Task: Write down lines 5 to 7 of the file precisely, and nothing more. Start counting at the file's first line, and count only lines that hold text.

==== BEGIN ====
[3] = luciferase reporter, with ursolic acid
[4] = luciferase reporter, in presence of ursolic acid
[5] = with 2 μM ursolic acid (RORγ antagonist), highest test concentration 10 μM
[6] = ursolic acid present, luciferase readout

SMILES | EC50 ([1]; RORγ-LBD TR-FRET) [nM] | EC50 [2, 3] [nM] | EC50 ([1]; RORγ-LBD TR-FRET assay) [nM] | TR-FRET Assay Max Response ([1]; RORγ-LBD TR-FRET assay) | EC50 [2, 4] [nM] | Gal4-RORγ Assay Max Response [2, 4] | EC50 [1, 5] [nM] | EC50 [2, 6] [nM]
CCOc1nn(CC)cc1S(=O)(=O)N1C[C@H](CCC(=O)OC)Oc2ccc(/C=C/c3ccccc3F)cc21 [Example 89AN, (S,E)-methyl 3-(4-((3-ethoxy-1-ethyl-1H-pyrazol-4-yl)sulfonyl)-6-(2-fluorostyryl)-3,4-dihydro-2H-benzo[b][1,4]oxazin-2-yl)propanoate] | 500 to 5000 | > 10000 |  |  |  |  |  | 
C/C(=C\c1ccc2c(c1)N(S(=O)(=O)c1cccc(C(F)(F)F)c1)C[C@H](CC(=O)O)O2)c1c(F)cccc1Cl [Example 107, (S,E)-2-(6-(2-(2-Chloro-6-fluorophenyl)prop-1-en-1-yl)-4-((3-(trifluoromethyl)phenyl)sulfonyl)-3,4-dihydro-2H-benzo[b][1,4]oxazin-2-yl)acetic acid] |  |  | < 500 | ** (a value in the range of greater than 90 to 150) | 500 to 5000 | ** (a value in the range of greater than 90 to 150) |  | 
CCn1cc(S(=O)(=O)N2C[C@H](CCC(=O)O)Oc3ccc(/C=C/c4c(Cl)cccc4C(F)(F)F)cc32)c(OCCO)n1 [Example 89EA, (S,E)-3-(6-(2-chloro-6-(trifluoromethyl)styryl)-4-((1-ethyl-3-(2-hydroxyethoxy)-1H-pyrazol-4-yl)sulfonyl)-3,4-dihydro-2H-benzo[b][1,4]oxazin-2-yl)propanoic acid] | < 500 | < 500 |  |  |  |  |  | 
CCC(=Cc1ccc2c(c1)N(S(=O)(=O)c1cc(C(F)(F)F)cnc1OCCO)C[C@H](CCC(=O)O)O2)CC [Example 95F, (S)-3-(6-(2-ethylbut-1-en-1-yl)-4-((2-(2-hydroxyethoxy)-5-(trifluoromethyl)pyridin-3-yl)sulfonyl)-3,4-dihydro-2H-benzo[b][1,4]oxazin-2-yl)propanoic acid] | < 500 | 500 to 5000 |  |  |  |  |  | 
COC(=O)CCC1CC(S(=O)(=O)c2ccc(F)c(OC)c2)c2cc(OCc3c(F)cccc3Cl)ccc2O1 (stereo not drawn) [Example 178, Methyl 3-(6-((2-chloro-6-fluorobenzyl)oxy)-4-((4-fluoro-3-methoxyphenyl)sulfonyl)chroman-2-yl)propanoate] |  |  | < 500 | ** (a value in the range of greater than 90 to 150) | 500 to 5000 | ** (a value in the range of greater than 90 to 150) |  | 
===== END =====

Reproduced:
SMILES | EC50 ([1]; RORγ-LBD TR-FRET) [nM] | EC50 [2, 3] [nM] | EC50 ([1]; RORγ-LBD TR-FRET assay) [nM] | TR-FRET Assay Max Response ([1]; RORγ-LBD TR-FRET assay) | EC50 [2, 4] [nM] | Gal4-RORγ Assay Max Response [2, 4] | EC50 [1, 5] [nM] | EC50 [2, 6] [nM]
CCOc1nn(CC)cc1S(=O)(=O)N1C[C@H](CCC(=O)OC)Oc2ccc(/C=C/c3ccccc3F)cc21 [Example 89AN, (S,E)-methyl 3-(4-((3-ethoxy-1-ethyl-1H-pyrazol-4-yl)sulfonyl)-6-(2-fluorostyryl)-3,4-dihydro-2H-benzo[b][1,4]oxazin-2-yl)propanoate] | 500 to 5000 | > 10000 |  |  |  |  |  | 
C/C(=C\c1ccc2c(c1)N(S(=O)(=O)c1cccc(C(F)(F)F)c1)C[C@H](CC(=O)O)O2)c1c(F)cccc1Cl [Example 107, (S,E)-2-(6-(2-(2-Chloro-6-fluorophenyl)prop-1-en-1-yl)-4-((3-(trifluoromethyl)phenyl)sulfonyl)-3,4-dihydro-2H-benzo[b][1,4]oxazin-2-yl)acetic acid] |  |  | < 500 | ** (a value in the range of greater than 90 to 150) | 500 to 5000 | ** (a value in the range of greater than 90 to 150) |  | 